But to do so, Rank must relive the most painful experiences in his life: the brain injury he inflicted on the shiftless drug dealer Croft, the tragic death of his mother, his role as a hockey “enforcer,” his involvement in the accidental death of a bouncer, his conversion to and apostasy from Catholicism, the loss of his girlfriend Kirsten, and the ongoing friction with his irascible father, Gord.
 
Rank is big, and his size has always belied his age. Adults mistake the six-foot-four fifteen-year-old for a full-grown man. The ancient Greeks might have thought that character is fate, but for Rank it’s his physical appearance that determines the trajectory of his life and others’ perception of him. He looks like a brute; therefore, he must be one. Constable Hamm tells him: “I know you. . . . I see exactly where you’re headed, son” [p. 66].  And, indeed, Rank largely assumes the roles people expect him to play: he clears his father’s ice-cream shop of punks, delivers hard checks on hockey opponents, breaks up fights at the dive bar where he works to pay for college. But he performs these roles reluctantly, with complicated motivations and unintended consequences.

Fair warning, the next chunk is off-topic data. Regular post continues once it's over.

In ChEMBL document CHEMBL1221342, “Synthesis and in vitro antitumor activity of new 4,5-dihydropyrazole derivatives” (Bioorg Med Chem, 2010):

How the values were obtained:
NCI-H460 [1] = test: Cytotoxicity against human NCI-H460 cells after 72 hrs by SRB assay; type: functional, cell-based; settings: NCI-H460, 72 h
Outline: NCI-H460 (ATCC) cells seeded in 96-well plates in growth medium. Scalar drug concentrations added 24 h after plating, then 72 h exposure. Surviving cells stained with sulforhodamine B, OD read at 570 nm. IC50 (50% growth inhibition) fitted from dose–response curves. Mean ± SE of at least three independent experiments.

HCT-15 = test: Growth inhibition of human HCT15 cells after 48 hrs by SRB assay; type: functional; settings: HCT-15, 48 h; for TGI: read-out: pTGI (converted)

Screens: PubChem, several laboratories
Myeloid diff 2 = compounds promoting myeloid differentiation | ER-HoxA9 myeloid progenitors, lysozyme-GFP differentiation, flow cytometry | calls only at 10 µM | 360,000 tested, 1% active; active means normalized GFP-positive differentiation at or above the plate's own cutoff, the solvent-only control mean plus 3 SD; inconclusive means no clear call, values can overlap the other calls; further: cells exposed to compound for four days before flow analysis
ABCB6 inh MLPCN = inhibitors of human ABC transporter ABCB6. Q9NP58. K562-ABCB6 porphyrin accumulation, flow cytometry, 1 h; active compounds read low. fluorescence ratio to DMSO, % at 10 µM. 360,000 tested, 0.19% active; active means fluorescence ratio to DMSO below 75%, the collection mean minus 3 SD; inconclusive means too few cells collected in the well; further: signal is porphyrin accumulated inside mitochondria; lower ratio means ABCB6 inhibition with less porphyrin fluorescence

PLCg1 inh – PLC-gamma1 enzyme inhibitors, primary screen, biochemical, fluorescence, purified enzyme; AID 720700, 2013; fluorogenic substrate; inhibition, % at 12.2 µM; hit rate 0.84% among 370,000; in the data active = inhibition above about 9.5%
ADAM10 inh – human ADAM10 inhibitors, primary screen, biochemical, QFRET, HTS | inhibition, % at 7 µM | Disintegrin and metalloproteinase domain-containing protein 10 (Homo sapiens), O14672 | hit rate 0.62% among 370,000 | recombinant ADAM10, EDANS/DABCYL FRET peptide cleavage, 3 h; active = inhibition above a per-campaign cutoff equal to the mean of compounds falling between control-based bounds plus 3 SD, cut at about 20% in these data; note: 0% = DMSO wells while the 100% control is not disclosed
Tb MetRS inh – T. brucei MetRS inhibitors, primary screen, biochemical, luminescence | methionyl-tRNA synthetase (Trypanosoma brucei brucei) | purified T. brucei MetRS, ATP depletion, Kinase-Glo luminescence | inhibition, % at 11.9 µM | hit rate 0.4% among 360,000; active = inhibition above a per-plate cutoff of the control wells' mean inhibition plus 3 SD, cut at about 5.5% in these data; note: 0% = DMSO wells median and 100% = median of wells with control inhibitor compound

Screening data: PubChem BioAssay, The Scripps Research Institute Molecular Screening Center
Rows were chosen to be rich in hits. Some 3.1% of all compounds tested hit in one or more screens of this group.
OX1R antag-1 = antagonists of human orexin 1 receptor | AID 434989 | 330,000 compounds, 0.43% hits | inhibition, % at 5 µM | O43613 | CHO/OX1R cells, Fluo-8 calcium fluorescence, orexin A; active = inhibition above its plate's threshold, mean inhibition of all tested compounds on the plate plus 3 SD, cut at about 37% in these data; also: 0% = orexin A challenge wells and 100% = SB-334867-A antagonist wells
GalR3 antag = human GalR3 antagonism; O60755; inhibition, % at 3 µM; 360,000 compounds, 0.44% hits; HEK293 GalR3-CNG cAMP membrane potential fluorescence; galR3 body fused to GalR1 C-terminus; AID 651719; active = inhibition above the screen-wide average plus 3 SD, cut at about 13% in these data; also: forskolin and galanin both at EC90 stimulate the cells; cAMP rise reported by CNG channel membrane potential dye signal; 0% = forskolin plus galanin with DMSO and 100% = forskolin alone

Adam has objectified Rank, turned him into a kind of automaton who simply acts out his thuggish nature. Rank’s response is not so much to refute the “facts” of his ex-friend’s novel but to fill them out from the inside, to make himself the subject rather than the object of his story, to present himself as a much more complex and thoughtful character who has suffered mightily because of the pain he’s caused others.